The exhibit will run from Dec 9, 2011 - Feb 25, 2012.

DOES ART NEED BANKERS?


Does art need bankers?
As Italy’s new technocratic government struggled to its feet, 100 financiers, entrepreneurs, collectors, curators, dealers and academics gathered in Florence for a private conference on the future of art and finance

By Robert Hewison. Web only
Published online: 24 November 2011

Not since Damien Hirst cleared £111m from his solo Sotheby’s sale as Lehman Brothers went down in September 2008, setting off the financial crisis that still afflicts us, has there been a more powerful conjunction of art, money and events. Last month, as Italy’s new technocratic government struggled to its feet, 100 financiers, entrepreneurs, collectors, curators, dealers and academics gathered at the Palazzo Strozzi in Florence for a private conference on the future of art and finance. The Governor of the Bank England, Mervyn King, senior figures from the European Central Bank, the US Federal Reserve, the Swiss National Bank, the CEO of Sotheby’s, Bill Ruprecht, former Guggenheim Director Thomas Krens, now running his own Global Cultural Asset Management, were just some of the influential people prepared to spend 24 hours sharing their financial wisdom and their concern for art.

The cue was, appropriately, a striking new show at the Palazzo Strozzi, “Money and Beauty. Bankers, Botticelli, and the Bonfire of the Vanities”. Its blunt opening statement, “No Bankers. No Renaissance”, was a suitable subtext to the forum organised by the Palazzo Strozzi Foundation’s dynamic director, James Bradburne. The show elegantly told the story of the rise of Florence as a financial centre and its parallel flowering as a centre for art. There was no doubt here about the meeting of art and money, but the glowering portrait of the doomed priest, Savonarola, was a reminder that the Medici faced their crises too. Florence invented the letter of exchange, a complex financial derivative and a way to get round the Church’s view that making money out of money was usury—a thought powerfully resonant today.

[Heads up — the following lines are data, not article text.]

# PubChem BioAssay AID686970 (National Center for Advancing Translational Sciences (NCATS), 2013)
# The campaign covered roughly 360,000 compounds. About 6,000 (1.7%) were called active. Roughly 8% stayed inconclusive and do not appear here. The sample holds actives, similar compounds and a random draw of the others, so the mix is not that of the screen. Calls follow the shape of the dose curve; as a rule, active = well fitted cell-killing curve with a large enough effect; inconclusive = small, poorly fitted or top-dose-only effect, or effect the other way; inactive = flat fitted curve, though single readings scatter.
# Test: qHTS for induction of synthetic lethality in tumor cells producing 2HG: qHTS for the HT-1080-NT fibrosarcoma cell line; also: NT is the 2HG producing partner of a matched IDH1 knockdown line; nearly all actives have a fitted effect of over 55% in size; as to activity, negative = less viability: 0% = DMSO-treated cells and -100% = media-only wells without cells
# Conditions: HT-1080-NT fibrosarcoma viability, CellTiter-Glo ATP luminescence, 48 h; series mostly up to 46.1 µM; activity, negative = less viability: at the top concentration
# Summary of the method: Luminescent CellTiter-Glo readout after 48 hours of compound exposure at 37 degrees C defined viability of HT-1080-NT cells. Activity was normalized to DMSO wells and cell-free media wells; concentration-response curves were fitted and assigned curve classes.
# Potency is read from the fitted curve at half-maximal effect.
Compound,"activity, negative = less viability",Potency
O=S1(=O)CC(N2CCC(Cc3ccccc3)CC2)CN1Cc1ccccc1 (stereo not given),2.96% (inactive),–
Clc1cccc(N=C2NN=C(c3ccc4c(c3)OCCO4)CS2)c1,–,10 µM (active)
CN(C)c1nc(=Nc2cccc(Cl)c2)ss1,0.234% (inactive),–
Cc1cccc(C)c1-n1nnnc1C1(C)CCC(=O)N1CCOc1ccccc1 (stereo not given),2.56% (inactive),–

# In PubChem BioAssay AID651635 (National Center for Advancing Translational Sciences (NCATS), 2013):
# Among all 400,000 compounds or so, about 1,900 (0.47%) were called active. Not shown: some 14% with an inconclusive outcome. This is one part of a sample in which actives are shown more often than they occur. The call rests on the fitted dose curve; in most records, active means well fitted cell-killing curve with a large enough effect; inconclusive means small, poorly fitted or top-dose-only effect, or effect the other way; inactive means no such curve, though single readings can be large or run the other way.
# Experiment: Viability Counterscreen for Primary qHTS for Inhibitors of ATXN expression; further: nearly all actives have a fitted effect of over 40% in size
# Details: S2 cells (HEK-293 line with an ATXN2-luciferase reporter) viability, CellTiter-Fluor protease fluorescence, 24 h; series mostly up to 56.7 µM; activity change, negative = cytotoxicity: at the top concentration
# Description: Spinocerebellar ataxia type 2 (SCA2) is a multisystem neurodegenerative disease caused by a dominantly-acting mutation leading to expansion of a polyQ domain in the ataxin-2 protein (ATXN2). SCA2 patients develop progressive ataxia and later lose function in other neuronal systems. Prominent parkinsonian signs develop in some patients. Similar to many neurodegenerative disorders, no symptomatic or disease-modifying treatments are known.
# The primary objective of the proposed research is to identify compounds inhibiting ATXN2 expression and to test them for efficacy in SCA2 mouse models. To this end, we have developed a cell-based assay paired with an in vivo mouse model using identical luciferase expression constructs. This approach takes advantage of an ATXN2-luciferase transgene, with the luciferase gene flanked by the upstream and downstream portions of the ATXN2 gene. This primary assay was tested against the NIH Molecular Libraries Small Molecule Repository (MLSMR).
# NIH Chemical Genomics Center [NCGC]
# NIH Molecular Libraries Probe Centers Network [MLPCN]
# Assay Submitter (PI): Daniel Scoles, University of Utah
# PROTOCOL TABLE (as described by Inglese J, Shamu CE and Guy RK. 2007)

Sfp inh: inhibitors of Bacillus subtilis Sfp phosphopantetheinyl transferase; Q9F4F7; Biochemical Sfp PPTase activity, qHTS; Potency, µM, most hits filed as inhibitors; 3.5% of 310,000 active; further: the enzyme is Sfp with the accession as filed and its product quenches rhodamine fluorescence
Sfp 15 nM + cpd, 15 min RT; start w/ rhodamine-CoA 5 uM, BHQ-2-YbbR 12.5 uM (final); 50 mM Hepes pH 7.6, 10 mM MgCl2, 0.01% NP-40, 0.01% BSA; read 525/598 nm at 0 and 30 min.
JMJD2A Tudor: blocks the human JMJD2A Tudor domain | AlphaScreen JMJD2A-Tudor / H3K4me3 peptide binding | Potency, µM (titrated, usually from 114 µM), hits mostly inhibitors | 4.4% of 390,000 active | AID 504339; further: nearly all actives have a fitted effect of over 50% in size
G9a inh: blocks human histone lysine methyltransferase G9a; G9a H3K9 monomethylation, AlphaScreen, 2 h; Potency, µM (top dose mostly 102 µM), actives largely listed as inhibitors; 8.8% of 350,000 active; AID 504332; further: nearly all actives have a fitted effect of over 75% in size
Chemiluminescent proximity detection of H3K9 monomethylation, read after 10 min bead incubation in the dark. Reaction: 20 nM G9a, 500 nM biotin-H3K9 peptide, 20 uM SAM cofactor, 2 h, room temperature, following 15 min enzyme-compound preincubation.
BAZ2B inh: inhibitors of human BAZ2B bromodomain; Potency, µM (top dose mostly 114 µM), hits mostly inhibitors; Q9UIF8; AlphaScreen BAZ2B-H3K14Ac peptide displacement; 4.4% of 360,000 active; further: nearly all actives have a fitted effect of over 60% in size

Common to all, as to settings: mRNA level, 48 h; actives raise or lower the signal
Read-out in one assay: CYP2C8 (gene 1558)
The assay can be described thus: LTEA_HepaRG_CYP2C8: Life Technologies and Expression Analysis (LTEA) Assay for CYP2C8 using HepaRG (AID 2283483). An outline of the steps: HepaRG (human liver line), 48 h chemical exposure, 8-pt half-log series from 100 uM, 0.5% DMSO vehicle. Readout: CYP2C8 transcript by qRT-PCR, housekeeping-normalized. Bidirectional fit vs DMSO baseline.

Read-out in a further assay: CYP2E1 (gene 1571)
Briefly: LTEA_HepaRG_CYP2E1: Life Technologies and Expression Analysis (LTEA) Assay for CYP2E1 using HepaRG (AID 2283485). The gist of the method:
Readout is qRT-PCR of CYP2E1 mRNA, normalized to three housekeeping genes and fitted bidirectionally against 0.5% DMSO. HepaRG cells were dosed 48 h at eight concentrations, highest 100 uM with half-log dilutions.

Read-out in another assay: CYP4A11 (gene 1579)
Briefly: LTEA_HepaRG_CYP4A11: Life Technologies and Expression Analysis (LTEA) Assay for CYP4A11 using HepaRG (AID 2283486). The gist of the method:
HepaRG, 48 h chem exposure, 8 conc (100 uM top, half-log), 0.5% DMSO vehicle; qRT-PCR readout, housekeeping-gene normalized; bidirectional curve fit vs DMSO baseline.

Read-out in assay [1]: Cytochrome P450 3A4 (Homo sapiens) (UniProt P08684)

Since this was a closed conference under Chatham House rules, I can’t report who said what, but just as Florence is no longer the cultural and financial powerhouse it was in the 15th century, there was concern that today financial and cultural power is on the move from the West to the East. China has become the largest market for art, both indigenous and Western, but the Gulf, India, Singapore, and Taiwan also have cash and cultural power. There was much debate as to whether financial centres necessarily became cultural centres, but the consensus was, in the words of one delegate who certainly knew what he was talking about, “art tracks money and power”. Abu Dhabi’s plans may be on hold, but there is no doubt about the rise of China.


Tuesday, December 6, 2011

FATHER OF PHILIPPINE MODERN ART HONORED


Father of Philippine Modern Art Honored